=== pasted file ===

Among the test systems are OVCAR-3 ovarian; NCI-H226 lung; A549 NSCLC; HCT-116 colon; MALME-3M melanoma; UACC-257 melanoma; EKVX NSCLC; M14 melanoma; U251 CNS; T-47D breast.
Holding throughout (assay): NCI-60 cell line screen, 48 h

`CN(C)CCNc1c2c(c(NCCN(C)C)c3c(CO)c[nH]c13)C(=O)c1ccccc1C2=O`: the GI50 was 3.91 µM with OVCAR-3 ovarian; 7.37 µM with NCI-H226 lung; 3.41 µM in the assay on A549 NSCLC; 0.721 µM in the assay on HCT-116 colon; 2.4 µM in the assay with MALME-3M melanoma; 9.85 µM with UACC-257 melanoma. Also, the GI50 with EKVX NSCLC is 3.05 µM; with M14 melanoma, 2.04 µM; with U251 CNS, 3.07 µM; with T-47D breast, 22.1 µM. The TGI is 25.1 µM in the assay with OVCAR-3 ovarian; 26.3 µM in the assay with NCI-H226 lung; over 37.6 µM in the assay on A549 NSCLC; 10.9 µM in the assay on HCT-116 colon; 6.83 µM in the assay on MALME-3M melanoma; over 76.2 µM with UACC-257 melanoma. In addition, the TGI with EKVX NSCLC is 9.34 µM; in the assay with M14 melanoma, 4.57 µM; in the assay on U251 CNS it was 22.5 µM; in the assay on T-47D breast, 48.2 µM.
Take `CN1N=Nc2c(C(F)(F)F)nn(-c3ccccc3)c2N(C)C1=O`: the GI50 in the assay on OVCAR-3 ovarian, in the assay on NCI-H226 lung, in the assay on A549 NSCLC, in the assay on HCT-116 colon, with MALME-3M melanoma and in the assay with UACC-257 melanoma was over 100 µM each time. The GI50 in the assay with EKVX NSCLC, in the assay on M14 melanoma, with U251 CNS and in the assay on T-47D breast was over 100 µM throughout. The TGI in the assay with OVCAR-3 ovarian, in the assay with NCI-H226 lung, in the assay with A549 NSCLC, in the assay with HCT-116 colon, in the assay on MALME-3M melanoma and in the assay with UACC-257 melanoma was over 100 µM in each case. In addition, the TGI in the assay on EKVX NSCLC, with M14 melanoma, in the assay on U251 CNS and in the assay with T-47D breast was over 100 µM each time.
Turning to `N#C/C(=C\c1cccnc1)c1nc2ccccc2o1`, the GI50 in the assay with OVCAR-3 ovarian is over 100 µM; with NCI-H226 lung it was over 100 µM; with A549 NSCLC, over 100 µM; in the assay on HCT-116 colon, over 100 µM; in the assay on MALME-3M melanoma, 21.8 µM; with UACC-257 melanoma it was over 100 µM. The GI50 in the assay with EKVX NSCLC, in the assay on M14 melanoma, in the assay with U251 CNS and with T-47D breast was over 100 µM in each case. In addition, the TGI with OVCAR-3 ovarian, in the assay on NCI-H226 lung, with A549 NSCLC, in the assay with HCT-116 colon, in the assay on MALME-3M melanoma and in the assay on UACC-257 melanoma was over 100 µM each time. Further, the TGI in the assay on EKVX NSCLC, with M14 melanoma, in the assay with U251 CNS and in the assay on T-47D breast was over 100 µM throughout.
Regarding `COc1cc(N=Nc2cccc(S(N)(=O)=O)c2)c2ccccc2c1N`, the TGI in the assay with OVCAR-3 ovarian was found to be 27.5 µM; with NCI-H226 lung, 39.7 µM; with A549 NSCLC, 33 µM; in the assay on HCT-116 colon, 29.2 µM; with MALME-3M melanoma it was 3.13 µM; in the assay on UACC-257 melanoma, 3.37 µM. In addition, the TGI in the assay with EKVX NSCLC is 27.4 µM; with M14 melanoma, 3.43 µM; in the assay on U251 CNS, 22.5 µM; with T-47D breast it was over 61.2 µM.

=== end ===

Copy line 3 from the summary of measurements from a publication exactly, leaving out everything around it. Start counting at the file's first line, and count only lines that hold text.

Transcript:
`CN(C)CCNc1c2c(c(NCCN(C)C)c3c(CO)c[nH]c13)C(=O)c1ccccc1C2=O`: the GI50 was 3.91 µM with OVCAR-3 ovarian; 7.37 µM with NCI-H226 lung; 3.41 µM in the assay on A549 NSCLC; 0.721 µM in the assay on HCT-116 colon; 2.4 µM in the assay with MALME-3M melanoma; 9.85 µM with UACC-257 melanoma. Also, the GI50 with EKVX NSCLC is 3.05 µM; with M14 melanoma, 2.04 µM; with U251 CNS, 3.07 µM; with T-47D breast, 22.1 µM. The TGI is 25.1 µM in the assay with OVCAR-3 ovarian; 26.3 µM in the assay with NCI-H226 lung; over 37.6 µM in the assay on A549 NSCLC; 10.9 µM in the assay on HCT-116 colon; 6.83 µM in the assay on MALME-3M melanoma; over 76.2 µM with UACC-257 melanoma. In addition, the TGI with EKVX NSCLC is 9.34 µM; in the assay with M14 melanoma, 4.57 µM; in the assay on U251 CNS it was 22.5 µM; in the assay on T-47D breast, 48.2 µM.